|Railway facilities at Cape Tormentine|
The opening of the nearby Confederation Bridge on May 31, 1997 rendered the ferry service obsolete.
Recent Railway HistoryCape Tormentine was the end of the CN Tormentine subdivision that ran to Sackville, NB to connect with the rest of the CN railway network.
This track diagram, from the August 1988 CN Car Control manual, shows the layout of the track in Cape Tormentine at the time.
- R059 - turntable and roundhouse.
- R061 to R064 - storage tracks
- R065 - locomotive storage and fueling
- R069TT - team track and storage track
- R070 - new main line
- R071 - old main line
- R081 - ferry ramp track 1
- R082 - ferry ramp track 2
- R083 - ferry dock storage track
- R085 - reacher car storage
|Cape Tormentine station|
The nearby Hill Yard, less than a mile away from Cape Tormentine, had two storage tracks of 2515 feet each.
The last train left the Island on December 28, 1989 aboard the M.V. John Hamilton Gray, with CN 1786 and 1750, six flatcars, two tank cars, two gondolas, two snow plows and two cabooses.
There's a lovely A.W. Mooney photo on Railpictures.ca showing CN 3632 in front of the station. An RS-18 was stationed in Cape Tormentine to switch the ferry.
My VisitOn a recent trip to PEI, I decided to stop to visit Cape Tormentine. I had never been there before, and a recent series of photos posted by Taylor Main inspired me to visit while the railway infrastructure was still present.
|The former train station at Cape Tormentine, NB|
The provincial Department of Natural Resources acquired the station and property from CN. The station was leased by the local Cape Tormentine Community Development Corporation until 2005 and used as a tourist information centre.
|Former tourist information sign at the Cape Tormentine station|
The station's roof is definitely deteriorating, and I understand the floor has at least partially collapsed inside.
|Two stall roundhouse at Cape Tormentine|
The turntable pit is filled in but the walls of the pit are still evident in places. You can see a portion of the wall in the foreground of the photo above.
Speaking of the turntable, that is nearby, very overgrown and rusted by this time.
|Turntable at Cape Tormentine|
|Closeup of turntable at Cape Tormentine|
The railway water tower also stands.
|Water tower and roundhouse at Cape Tormentine, NB|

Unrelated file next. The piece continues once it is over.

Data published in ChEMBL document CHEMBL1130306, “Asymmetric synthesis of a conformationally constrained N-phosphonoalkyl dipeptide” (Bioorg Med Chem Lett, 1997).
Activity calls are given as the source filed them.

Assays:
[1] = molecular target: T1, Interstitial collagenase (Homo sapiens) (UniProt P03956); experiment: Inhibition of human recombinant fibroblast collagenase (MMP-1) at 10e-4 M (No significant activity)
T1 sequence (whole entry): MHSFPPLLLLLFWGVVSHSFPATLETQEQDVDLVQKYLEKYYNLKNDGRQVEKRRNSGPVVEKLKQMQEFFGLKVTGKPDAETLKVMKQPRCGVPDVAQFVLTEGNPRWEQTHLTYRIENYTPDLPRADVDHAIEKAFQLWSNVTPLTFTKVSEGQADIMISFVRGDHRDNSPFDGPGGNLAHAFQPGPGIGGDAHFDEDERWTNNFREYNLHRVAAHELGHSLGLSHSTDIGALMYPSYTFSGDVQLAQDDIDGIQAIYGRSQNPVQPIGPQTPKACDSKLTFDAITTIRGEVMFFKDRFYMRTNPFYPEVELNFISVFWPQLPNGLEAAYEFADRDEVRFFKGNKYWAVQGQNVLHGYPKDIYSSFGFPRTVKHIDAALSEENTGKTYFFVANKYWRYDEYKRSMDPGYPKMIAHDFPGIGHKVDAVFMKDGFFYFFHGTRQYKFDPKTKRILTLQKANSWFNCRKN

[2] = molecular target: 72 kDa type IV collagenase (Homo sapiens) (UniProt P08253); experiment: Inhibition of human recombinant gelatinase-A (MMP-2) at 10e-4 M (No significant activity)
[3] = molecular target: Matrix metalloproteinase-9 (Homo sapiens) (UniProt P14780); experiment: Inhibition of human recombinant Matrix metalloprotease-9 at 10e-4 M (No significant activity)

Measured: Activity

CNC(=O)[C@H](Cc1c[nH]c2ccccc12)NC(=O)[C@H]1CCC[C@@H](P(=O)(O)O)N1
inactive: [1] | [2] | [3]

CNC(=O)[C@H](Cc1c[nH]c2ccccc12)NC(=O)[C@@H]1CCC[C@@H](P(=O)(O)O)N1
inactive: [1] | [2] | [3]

There is no trace of the railway between the station and the wharf as far as I could see. You can drive out to the pier but you can't drive very far along it as most is now fenced off. There is a great view of the Confederation Bridge from here, though!
|Confederation Bridge from Cape Tormentine|
Ownership and FutureI reached out to the provincial government and Jean-François Pelletier from the Communications Department responded very quickly to provide some background on who owns the station and area. It is owned by the provincial Energy and Resource Development (ERD) department, formerly the Department of Natural Resources. He provided some details on its recent history, included above, and said that in 2015 an engineering firm "was retained to assess the condition of the buildings". The firm recommended that the buildings should be removed.
This month, an engineering firm was engaged to survey the site for hazardous materials. Railway sites are often contaminated with various substances, such as spilled coal and diesel fuel and various lubricating oils.
In his email, Mr. Pelletier concluded, "Once the results of the Hazardous Material Survey are received, ERD will be in a position to make recommendations regarding the future of the site."
|The rear lighthouse at Cape Tormentine, NB|
The PEI FerriesThere were four ferries operating on the Cape Tormentine-Borden route when the Confederation Bridge was being completed: MV John Hamilton Gray, MV Abegweit, MV Holiday Island and MV Vacationland.
The first MV Abegweit is in Chicago and the second MV Abegweit has been scrapped. MV John Hamilton Gray was sold and eventually scrapped.
|MV Holiday Island, 2003|
MV Vacationland was acquired by the province of New Brunswick for Grand Manan service but never put into use. At last report she was in Quebec for refit for freight service.
The wharf itself is privately owned. The lighthouse at the end is owned by the Canadian Coast Guard and is off limits. The rear lighthouse, pictured above, is deteriorating.